Last updated: 06:31 PM ET, Fri October 14 2016

Opinion Home | Why Wales? Discover Britain's Road Less Traveled!

  • Visit Wales Staff Writer | October 14, 2016 6:31 PM ET

    Here Be Dragons: Mystical, Magical Wales is a Fantasy Fan’s Dream

    Here Be Dragons: Mystical, Magical Wales is a Fantasy Fan’s Dream

    PHOTO: Dolbadarn Castle. (photo courtesy of Visit Wales)

    If you’re one of the millions of sword and sorcery fans that have been thrilled by visions of dragons and “mothers of dragons” lately, a pilgrimage to Wales — land of dragons — may be your travel destiny.

    Among the many places that have inspired George R. R. Martin, author of “Game of Thrones,” Wales, the nation whose flag bears a red dragon, has been a muse. Martin credits Wales for places in Westeros such as Dorne, and the country’s Celtic heritage is a rich source of names for characters like Bran. In fact, Bran is a legendary Welsh hero whose name translates to English as “crow” or “raven.”

    For lovers of this epic tale, a journey to the land of dragons itself can take many forms. Tenon Tours, for example, does a five-day, four-night “Game of Thrones”-inspired tour of Wales that visits castles like Dolbadarn and Gwydir where the Lannisters or the Starks would feel right at home. At the ruins of Valle Crucis Abbey, in North Wales, you might just envision the High Sparrow conducting rituals to the Gods of Westeros.

    Lovers looking for the oracle of romance should pay a visit to St. Dwynwen’s well on the mystical North Wales island of Anglesey, where the goddess of love is said to dwell and predict their fate. The entire island of Anglesey was once the center of the Druids, whose wisdom and magic guided the Celtic peoples before the arrival of Romans in Britain. The Druids were known for their mystical ability to command the natural world, much like the characters of Melisandre and the tree spirits that tutored Bran in shape shifting.

    In the Welsh village of Nevern, an ancient yew tree stands in St. Brynach’s churchyard.  This tree bleeds red sap, just like the face of the Three-eyed Raven in the Weirwood Heart Tree. Since pre-historic times, the Celtic people have revered the Yew tree for its mystical powers and association with the Druids and the Celtic saints. So a visit to Nevern is sure to spark the imaginations of “Game of Thrones” fans looking to discover the real-life sacred trees of antiquity.

    READ MORE: 4 Ways to Embrace the Cuisine Renaissance in Wales

    A Heart Tree also figures in the creation of the first White Walker, who is transformed while bound to the tree amid rings of standing stones. Fantasy fans who love standing stones will be captivated by Pentre Ifan, a Welsh Neolithic monument situated on the Welsh 

    Pembrokeshire coast in the Preseli Hills, the same place where the stones of Stonehenge originated. No one knows how these stones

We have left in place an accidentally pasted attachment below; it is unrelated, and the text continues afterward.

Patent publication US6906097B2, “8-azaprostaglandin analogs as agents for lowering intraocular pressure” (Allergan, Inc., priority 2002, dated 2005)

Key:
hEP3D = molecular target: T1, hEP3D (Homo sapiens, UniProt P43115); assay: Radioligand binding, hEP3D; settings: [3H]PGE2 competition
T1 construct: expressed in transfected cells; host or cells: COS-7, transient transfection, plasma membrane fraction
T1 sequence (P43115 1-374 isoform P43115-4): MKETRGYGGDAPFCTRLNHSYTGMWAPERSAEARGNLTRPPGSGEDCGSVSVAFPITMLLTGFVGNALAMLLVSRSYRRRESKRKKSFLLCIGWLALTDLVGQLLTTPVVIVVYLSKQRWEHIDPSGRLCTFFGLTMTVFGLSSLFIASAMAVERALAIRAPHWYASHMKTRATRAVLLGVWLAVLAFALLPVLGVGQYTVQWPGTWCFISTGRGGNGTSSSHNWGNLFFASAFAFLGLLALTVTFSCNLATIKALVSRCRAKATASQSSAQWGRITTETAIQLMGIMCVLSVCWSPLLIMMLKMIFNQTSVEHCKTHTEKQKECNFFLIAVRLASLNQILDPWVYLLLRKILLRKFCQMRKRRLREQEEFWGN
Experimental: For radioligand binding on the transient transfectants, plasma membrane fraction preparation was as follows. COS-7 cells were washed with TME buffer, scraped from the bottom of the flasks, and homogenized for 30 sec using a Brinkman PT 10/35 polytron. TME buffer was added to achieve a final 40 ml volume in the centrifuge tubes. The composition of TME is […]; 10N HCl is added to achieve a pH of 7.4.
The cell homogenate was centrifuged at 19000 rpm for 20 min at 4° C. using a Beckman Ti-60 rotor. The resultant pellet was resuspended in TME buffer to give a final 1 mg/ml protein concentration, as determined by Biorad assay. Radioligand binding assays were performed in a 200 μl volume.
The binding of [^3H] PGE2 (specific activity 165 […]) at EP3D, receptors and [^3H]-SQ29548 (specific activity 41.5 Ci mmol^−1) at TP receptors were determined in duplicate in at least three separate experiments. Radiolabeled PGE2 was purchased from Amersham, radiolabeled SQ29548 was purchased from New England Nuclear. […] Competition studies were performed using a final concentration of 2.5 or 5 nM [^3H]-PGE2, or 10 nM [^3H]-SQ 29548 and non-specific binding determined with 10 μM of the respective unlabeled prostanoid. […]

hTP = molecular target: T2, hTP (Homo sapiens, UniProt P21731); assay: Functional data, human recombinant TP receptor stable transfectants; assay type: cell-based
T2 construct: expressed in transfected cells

were transported from the Welsh coast all the way to Stonehenge, but perhaps it was the work of Merlin the Magician who was born in the nearby Welsh town of Carmarthen. Unlike Stonehenge, at Pentre Ifan, visitors can explore unencumbered by fences or throngs of tourists.

    Tales like “Game of Thrones,” “Lord of the Rings” and the legends of King Arthur take inspiration from the myths and folklore of ancient cultures, including the Celtic heritage of Wales. If you’re a book lover like Samwell Tarley, you’ll be enchanted with the “Mabinogion,” a medieval Welsh manuscript of 11 magical tales that influenced the generations of storytellers across the ages. For fantasy fans, a visit to the National Library of Wales in Aberystwyth, which holds the earliest version of the “Mabinogion,” is a must.

    And finally, since Wales is one of only two countries in the world with a dragon on its flag, what better way to explore the country than atop a winged dragon? According to a Google maps “easter egg,” flying on a dragon is the fastest way to travel between Mount Snowdon in North Wales and the Brecon Beacons National Park in mid-Wales. It’s certainly how Daenerys Targaryen would want to tour Wales.


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Visit Wales Staff Writer Why Wales? Discover Britain's Road Less Traveled!

Visit Wales Staff Writer Visit Wales is the New York-based government tourism office for Wales, one of four countries that make up the United Kingdom. A land with 641 castles, 870 miles of walkable coastline, three national parks and award-winning cuisine, Wales offers travelers a variety of activities and different landscapes to explore. The country's Celtic history and ancient language make it a distinctive British destination. For more information on Wales travel, trade can visit and consumers can visit
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